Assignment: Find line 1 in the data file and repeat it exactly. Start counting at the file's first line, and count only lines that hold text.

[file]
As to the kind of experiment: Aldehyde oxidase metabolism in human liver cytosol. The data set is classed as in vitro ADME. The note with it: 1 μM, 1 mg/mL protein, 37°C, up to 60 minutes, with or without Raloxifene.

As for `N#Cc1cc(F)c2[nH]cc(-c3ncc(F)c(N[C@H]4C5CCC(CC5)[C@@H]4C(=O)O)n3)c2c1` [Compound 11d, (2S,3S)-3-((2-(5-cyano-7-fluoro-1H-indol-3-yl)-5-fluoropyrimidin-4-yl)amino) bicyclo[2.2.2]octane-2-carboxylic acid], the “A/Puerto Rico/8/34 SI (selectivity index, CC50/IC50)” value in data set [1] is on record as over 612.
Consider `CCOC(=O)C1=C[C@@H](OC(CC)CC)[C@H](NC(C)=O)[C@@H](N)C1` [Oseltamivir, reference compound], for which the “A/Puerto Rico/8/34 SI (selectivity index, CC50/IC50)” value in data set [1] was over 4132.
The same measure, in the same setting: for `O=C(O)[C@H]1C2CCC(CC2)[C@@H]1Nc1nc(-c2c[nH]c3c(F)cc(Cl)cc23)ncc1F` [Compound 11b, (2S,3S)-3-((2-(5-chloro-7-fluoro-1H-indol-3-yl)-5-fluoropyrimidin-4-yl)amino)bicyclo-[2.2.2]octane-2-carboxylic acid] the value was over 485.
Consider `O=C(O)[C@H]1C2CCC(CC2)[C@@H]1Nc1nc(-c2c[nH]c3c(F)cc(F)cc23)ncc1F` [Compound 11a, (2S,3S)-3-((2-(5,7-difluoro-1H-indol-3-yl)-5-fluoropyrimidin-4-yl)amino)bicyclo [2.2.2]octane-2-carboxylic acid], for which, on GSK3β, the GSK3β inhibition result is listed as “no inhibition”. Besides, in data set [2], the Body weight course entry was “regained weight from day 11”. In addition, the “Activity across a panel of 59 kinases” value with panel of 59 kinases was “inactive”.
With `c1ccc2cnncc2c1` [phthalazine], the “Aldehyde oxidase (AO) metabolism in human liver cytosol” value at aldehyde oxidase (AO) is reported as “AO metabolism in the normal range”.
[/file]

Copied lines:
As to the kind of experiment: Aldehyde oxidase metabolism in human liver cytosol. The data set is classed as in vitro ADME. The note with it: 1 μM, 1 mg/mL protein, 37°C, up to 60 minutes, with or without Raloxifene.